The title of this week’s blog comes from a song I learned watching Sesame Street 30 plus years ago. I’m sure most of you know it, sing with me…
Oh, who are the people in your neighbourhood?
In your neighbourhood?
In your neighbourhood?
Say, who are the people in your neighbourhood?
The people that you meet each day.
The sketch that goes along with this song pits a human adult with various Muppet Characters explaining that people you see everyday doing routine tasks are valued members of society, even heroes because the jobs they do are what keep our neighbourhoods alive, safe and thriving. The song has evolved over the years and the list has grown to include; Postmen, Firefighters, Bakers, Teachers, Barbers, Bus Drivers, Dentists, Grocers, Cleaners and Garbage Collectors, all getting their turn to play the hero. The message is simple; every job has value, treat people with respect because these are the people in your neighbourhood, the people that you meet each day.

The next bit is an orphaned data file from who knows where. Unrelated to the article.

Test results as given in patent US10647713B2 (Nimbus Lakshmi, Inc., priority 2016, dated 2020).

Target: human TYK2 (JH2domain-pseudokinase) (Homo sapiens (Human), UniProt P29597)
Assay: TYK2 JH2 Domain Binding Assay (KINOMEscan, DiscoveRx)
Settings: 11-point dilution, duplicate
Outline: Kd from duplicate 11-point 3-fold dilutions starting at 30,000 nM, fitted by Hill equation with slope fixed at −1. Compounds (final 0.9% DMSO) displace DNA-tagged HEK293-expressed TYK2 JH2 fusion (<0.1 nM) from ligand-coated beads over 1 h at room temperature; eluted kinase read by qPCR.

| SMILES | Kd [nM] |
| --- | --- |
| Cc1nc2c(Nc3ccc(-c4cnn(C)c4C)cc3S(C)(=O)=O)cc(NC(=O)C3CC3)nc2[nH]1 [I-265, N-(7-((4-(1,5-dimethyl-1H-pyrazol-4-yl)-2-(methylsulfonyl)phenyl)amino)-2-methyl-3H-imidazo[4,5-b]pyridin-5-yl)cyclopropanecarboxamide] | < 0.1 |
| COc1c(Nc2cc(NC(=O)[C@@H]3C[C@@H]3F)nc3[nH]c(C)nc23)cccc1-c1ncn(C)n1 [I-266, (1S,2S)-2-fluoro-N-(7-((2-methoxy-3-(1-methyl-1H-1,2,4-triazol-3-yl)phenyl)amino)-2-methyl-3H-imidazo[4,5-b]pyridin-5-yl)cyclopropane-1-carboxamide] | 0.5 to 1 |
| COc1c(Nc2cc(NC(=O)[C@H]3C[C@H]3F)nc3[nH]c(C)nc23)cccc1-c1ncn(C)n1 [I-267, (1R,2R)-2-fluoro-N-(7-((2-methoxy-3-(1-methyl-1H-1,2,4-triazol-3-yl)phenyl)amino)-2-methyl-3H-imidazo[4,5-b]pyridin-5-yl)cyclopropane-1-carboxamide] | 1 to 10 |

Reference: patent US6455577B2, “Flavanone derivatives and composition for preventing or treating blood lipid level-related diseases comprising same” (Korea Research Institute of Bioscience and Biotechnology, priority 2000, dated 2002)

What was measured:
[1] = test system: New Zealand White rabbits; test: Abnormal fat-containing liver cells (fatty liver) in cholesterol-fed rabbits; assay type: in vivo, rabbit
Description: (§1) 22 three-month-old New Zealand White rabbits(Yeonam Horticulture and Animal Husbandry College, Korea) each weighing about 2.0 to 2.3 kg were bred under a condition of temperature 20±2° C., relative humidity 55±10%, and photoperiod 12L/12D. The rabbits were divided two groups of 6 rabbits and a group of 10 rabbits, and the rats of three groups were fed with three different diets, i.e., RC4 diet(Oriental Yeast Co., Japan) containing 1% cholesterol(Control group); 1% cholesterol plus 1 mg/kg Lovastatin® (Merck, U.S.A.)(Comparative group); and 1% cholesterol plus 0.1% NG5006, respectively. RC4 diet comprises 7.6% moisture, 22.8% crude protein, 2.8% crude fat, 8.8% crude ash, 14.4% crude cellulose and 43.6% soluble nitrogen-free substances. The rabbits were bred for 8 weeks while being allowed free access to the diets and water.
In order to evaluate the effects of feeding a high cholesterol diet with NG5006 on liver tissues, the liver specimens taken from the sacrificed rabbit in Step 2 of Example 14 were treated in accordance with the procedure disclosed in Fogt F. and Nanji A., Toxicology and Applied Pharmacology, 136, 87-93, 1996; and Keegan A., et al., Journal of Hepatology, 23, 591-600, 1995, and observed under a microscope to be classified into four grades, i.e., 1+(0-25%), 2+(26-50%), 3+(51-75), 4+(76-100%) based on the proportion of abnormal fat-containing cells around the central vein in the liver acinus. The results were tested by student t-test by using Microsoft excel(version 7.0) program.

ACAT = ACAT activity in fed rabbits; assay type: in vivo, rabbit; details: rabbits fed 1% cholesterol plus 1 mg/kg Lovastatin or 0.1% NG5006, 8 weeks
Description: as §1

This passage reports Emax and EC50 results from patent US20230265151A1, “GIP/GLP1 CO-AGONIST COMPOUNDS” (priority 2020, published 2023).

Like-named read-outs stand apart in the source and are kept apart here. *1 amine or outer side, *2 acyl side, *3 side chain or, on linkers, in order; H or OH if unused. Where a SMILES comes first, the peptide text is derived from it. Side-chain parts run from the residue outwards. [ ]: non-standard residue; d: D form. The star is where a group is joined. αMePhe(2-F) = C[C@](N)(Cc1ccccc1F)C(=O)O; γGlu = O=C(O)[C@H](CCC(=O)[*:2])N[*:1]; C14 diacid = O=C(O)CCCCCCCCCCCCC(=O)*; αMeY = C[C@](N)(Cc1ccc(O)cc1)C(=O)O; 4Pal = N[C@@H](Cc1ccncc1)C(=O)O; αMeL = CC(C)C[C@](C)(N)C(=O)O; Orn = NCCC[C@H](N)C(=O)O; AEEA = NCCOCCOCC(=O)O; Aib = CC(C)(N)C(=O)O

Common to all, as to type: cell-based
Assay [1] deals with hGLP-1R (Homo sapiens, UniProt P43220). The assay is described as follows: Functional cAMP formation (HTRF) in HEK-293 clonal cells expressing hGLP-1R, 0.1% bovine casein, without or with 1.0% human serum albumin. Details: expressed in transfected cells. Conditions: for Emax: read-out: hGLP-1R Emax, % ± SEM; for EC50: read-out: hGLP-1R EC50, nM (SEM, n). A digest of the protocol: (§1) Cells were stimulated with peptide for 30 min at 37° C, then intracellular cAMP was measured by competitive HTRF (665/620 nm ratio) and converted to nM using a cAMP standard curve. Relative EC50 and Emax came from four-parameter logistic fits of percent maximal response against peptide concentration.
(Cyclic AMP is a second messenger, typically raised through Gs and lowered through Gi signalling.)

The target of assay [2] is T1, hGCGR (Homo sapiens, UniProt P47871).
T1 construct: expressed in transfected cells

Thinking of this reminds me of something Jesus said a while back. Jesus was once asked what it took to inherit eternal life and his response was to point out the greatest commandment of all.
Love the Lord your God with all your heart and with all your soul and with all your strength and with all your mind; and, Love your neighbour as yourself. [Luke 10:27]
But wanting some clarification (some people call it justification but I think that’s a bit self righteous, I think if we are being honest we all want some clarification on this point) the expert asked him a follow up question that on the surface seems pretty logical to me. He asked “but who is my neighbour?” [Luke 10:29]
Much to the disappointment of my inner four year old Jesus did not respond with a quaint little song about Firefighters and Bus Drivers, or talk about people who act like me, think like me or look like me. He responded with perhaps the harshest critique of society ever recorded, and little has changed in the past two thousand years to soften the blow.